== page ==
That is others’ opinion of Susan Siaw,Professor of Developmental Psychology at California State Polytechnic University, Pomona. She is the 2009-2010 winner of the Nilson Award, which is given annually to an outstanding Christian professor.
Here is what Cheryl Lee, a former Faculty Commons staff member, wrote about Susan:
“I first met Susan Siaw about 14 years ago, when we started a faculty/staff group on her campus. Susan began organizing the group to print ads in the campus newspaper identifying professors and staff as Christians. She helped organize luncheons for visiting speakers. After hearing Mary Poplin speak at a regional conference, she invited Mary to speak at Cal Poly Pomona as an evangelistic outreach for faculty, staff, and students.
“Susan has continued to lead the weekly Christian Faculty Forum on campus. Sometimes the focus is prayer; sometimes there is a discussion of a book or video series. The purpose of the forum is to equip professors and staff and to encourage community.
“Susan promotes community with students as well. She invited students to have dinner with her before a Campus Crusade event so they could discuss spiritual issues. When she learned that her university was sponsoring a lunchtime study of The God Delusion by Richard Dawkins she invited several other Christian professors to attend with her. As a result, they were able to dialogue with other professors about some of the weaknesses in Dawkins’ arguments, and give a face to Christianity among their colleagues.
“Susan demonstrates how a humble follower of Christ can have a powerful influence on a secular university campus. She has steadfastly declined the title of president or chairperson of the faculty forum, yet she has faithfully and effectively fulfilled that role at Cal Poly Pomona for many years.”
This kind of humble service for Christ is at the heart of our ministry, and it was for Erick Nilson as well. He was a member of the Department of Agronomy at Kansas State University in Manhattan, Kansas, for more than 24 years before his retirement in 1989.
In the middle 1980s Christian Leadership Ministries (now Faculty Commons) approached Erick to consider beginning a faculty-staff ministry at Kansas State. Erick prayerfully considered the opportunity and agreed to take leadership.
Despite a relatively large number of Christian faculty and staff at the university, the idea of beginning a Christian faculty-staff ministry was not greeted warmly by all. In the early days there was actually quite a bit of opposition on all fronts.
Despite the discouragement Erick decided never to give up—when nearly everybody else thought it was a bad idea to start the ministry, Erick concluded that God plus one was a majority. Indeed, he did begin the faculty-staff ministry there and served as its first president the year before his retirement.
In 1990, following Erick’s Home-going, his family set aside funds for our ministry to recognize “the men and women of God that He is raising up to forward His cause at the university.” The award has been made annually since 1990 and the award winners have been truly outstanding examples of what it means to be a Christian professor.
Computer and Information Science and Engineering Department,
University of Florida
[Oct. 24, 2010] —
“We just want to get to the root of the problem and find out where the tentacles are.” That’s how my friend described the agenda for a meeting called to address my concerns about a critical problem we faced.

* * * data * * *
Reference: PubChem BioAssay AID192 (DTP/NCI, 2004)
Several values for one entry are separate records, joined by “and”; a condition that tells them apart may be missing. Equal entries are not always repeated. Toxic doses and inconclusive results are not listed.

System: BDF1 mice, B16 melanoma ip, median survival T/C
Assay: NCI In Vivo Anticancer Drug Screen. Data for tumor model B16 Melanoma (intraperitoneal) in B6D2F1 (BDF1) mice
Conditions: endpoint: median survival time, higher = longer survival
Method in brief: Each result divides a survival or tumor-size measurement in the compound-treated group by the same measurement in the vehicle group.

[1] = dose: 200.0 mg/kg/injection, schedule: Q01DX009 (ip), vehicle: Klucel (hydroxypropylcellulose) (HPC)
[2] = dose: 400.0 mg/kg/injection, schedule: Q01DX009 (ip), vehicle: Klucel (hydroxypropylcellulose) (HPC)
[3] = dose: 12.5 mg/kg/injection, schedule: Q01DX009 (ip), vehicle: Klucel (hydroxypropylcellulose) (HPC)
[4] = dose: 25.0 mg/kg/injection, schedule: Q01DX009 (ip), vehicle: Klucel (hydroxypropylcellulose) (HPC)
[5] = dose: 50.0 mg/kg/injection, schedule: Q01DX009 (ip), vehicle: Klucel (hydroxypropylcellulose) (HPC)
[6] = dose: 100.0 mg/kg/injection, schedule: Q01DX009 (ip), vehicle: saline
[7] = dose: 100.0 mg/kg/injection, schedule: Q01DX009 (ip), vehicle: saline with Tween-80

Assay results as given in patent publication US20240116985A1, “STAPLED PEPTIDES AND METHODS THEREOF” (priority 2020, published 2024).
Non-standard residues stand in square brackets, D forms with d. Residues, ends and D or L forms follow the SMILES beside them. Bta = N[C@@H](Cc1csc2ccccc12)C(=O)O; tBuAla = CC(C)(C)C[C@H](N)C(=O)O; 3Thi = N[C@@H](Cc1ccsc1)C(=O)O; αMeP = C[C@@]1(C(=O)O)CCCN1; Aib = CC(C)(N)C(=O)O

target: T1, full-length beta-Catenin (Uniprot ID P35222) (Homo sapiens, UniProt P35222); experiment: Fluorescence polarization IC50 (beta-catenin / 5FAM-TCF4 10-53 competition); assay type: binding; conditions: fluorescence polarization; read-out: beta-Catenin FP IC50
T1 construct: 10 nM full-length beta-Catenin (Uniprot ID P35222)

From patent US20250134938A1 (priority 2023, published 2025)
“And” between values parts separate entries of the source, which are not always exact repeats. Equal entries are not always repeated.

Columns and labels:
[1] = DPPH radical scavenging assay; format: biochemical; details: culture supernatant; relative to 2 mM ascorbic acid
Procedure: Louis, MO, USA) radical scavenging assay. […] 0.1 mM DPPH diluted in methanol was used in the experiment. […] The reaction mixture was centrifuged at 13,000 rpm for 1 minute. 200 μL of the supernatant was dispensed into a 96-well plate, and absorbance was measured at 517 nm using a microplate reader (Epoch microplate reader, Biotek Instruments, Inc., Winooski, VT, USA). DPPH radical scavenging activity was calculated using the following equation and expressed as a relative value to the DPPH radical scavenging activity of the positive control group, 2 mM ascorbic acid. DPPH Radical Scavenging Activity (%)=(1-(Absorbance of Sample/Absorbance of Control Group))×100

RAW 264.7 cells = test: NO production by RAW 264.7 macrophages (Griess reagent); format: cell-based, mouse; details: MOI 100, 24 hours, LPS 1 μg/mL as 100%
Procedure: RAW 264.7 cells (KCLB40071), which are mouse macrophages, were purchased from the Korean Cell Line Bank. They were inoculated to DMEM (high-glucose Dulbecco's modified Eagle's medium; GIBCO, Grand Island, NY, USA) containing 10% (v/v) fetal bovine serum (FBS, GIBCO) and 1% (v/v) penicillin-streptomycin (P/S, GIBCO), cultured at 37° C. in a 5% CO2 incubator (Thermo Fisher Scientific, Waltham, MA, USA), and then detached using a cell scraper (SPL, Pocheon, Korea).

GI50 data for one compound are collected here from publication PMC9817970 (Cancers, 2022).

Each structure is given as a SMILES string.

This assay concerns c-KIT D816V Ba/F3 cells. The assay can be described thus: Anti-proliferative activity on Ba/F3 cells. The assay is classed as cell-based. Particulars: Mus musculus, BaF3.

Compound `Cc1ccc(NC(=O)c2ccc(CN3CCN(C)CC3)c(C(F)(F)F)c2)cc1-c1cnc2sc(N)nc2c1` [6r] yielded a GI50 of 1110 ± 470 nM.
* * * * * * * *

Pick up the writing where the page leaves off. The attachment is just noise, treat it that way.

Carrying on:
The Real Agenda
However, at the meeting I was blindsided and completely unprepared. The real agenda was to criticize me for raising my concerns. I had been intentionally misled. It felt like a knife in the back, and I left the meeting stunned.
The unresolved critical problem proved to be the most serious spiritual crisis I had ever encountered — something much worse than being misled. As it turned out, the events of the next few months would require me to grow in several areas of my life and faith.
In the past this growth would have been difficult, because I lost my father when I was 12. The loss came in stages through his adultery, divorce, and finally suicide. Even before he died, my Dad rarely invested himself in me, and I carried the wound for years.
The Wound Would Reopen
When a real crunch would come the wound would reopen and I would think, “I don’t have what it takes. I never had a father.” It was like putting all my weight down on a leg that had been broken and partly healed, but never set quite right.
But in the past two years, God had been healing me fully. He reminded me that He is my Father, and I am His beloved son. Paul writes “In love He predestined us to adoption as sons through Jesus Christ to Himself, according to the kind intention of His will, to the praise of the glory of His grace, which He freely bestowed on us in the Beloved.” (Ephesians 1:4b-6, NASB)
The wound given 37 years ago had been finally healed.
My friend sought me out to ask my forgiveness for his willful deception. He said, “I know this must have been hard on you, because of your struggle with not feeling adequate because of your father.”
I readily forgave my friend and told him I appreciated his concern, but the wound from my father just hadn’t come to mind. I did what I needed to do,whereas in the past I would have copped out.
The pressures in academia are great. The road from assistant to associate to full professor is not easy. At times we can all feel inadequate, and wonder, “Will I have what it takes to succeed or even survive? Will I be able to keep the pace and not have my research go stale?”
Our Heavenly Father has promised, “My grace is sufficient for you, for power is perfected in weakness.” (2 Corinthians 12:9a, NASB). The past does not have to be an obstacle that can never be overcome.
Trials will come, but we can face them in His strength. In Him, you’ve got what it takes. And so do I.
© 2010 Tim Davis